Editorial - President Signs WIIN Act, Including WRDA 2016 Provisions and More
U.S. Senator Jim Inhofe (R-OK), chairman of the U.S. Senate Environment and Public Works (EPW) Committee, and U.S. Representative Bill Shuster (R-PA), chairman of the House Transportation and Infrastructure Committee, were both outspoken and confident that a Water Resources Development Act (WRDA) for 2016 would become reality this Congressional session, and on December 16, President Obama signed the bill.
Before the final Congressional recess of the year and the last session before a new Administration, the House and Senate had already passed their versions of WRDA 2016 with bi-partisan support on September 15 and 28.
On December 5, Inhofe and Shuster, along with Rep. Fred Upston, (R-MI), chairman of the House Energy and Commerce Committee, and Rep. Rob Bishop (R-UT), chairman of the Natural Resources Committee, announced an agreement on comprehensive water resources infrastructure legislation. A conference committee worked to merge the two House and Senate WRDA 2016 bills.
The new legislation includes WRDA, and dubbed the Water Infrastructure Improvements Acts for the Nation (WIIN) Act, also included legislation for the safety of drinking water and wastewater regulations, and addresses significant tribal and natural resources issues.
Considered bicameral legislation, Chair-man Shuster said the legislation “is the result of hard work and collaboration among our committee and will strengthen the nation’s transportation and water infrastructure, and our economic competiveness.”
On December 8, the House of Representatives passed the WIIN Act by a vote of 360 to 61. On December 9, the Senate voted 78-21 to pass the legislation.
Each respective bill, before the combined WIIN Act, passed with more overall votes, than the final. It was still an overwhelming majority that passed the legislation, but perhaps a little less bipartisan than touted.
The WIIN Act reestablishes Congress on a two-year schedule to reauthorize water re-source legislation. The act has other important directives, in addition to WRDA 2016, which address provisions to improve drinking water infrastructure, control of coal combustion residuals, improve water storage and delivery to help drought-stricken communities, federal dam maintenance backlogs, and approve longstanding water settlement agreements for taxpayers and Native Americans.
Sen. Inhofe was very vocal about using WRDA 2016 to help people facing water infrastructure crisis, like in Flint, Michigan, and other places with drought or water level issues.
In September, after the Senate passed its WRDA bill, Inhofe said: “The Senate passed WRDA bill not only provides the critical sup-port that Flint needs but it also will help to pre-vent future water and wastewater infrastructure crises across the nation. WRDA is the right vehicle, and I am committed to getting this bill to the president’s desk with Senator Boxer and my good friend Senator Stabenow by the end of year.” Title I of the WIIN Act addresses water resources development, Title II and III address the other additions.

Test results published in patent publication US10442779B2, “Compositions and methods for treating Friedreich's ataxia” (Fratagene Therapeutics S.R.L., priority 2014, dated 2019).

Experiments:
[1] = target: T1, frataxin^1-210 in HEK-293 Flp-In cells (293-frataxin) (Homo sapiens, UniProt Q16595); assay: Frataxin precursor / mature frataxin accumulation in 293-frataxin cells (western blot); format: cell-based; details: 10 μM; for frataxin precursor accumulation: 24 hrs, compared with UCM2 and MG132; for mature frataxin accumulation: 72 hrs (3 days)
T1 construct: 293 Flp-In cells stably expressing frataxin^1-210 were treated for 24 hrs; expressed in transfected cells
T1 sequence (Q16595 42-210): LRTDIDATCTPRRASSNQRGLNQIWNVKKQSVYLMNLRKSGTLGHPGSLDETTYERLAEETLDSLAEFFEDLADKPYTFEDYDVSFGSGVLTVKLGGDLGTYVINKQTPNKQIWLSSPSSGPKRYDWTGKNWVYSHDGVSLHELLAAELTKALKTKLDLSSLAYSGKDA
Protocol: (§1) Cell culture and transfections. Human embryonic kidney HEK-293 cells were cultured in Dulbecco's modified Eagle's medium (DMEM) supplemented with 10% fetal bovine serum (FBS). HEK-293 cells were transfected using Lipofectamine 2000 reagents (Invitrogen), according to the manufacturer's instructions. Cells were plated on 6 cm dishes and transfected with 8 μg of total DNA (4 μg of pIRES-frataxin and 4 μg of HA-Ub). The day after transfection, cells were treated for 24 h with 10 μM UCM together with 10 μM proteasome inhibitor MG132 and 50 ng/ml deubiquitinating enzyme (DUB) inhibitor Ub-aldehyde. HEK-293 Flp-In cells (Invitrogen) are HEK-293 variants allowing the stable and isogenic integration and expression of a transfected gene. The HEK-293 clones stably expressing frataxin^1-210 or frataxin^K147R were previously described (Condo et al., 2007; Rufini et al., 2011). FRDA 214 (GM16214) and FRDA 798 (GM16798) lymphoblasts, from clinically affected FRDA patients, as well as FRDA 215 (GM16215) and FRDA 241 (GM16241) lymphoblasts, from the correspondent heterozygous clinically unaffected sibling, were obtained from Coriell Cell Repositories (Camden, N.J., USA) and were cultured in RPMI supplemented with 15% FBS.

THE WINS FOR DREDGING
The WIIN Act does a number of good things for the dredging industry too. It works to assist non-federal interests and advance public-private partnerships for water resource projects. Section 1113 says that the Corps can permit non-federal interests to carry out navigation projects, and they are eligible for reimbursements. The act directs the development of a pilot project for non-federal interests to re-move sediment from behind dams (Sec. 1115). The Corps can provide technical assistance to non-federal interests performing studies for water resources work (Sec. 1126), and Sec. 1128 makes a simple change to make it easier for states to work together on projects with the Corps, not just individual states. It also allows states to combine funding for projects, as many waterways cross state lines.
The WIIN Act also addresses funding is-sues. WRDA 1986 established the cost sharing percentages for the Corps and its non-federal partners on navigation projects. The percent-ages did not change with this year’s legislation, but the depth that triggers a higher percent-age did. For work that does not exceed 20 feet, non-federal partners are responsible for 10 percent. Originally, for work from 20 to 45 feet, non-federal interest paid 25 percent. Now, they pay that percentage up to 50 feet, and 50 percent for any work in excess of 50 feet (which had previously been set at 45 feet).
Part of tweaking the new project authorization process has included a lot of Congressional hearings to discuss the process and get input from the Corps. For each new Corps directive, the legislation requires implementation guidance from the Corps. One Congressional criticism of the process was that the Corps could not provide that guidance quickly enough. In defense of the Corps, WRDA 2014 completely rewrote the book on how it worked with non-federal interests to propose projects and how it disseminated those to Congress for appropriation. It took quite some time to work through all that planning. Now, most of that is complete, except the implementation guidance for Sec. 2102 of WRDA 2014, which outlines operation and maintenance of harbor projects and allocation of the Harbor Maintenance Trust Fund (HMTF). Sec. 1112 of the WIIN Act gives the Corps 90 days from enactment to provide the implementation guidance for this section. The HMTF levels in the annual budget have yet to reached the levels enacted by WRDA 2014. Congress continues to push for full use of those funds as they were intended, for the operation and maintenance of harbors. The WRDA 2014 section also established a schedule for the increase of HMTF levels each year. It also gave emerging harbors at least 10 percent (rather than based solely on size), which was made permanent by the WIIN Act. The 2014 legislation also established the Great Lakes navigation system as a single, comprehensive system, for the recognition of the interdependence of projects across the system. It was an important transition for water resource legislation, particularly with regard to HMTF, and Congress is right to demand guidance from the Corps on how it plans to implement those changes. It’s long overdue at this point.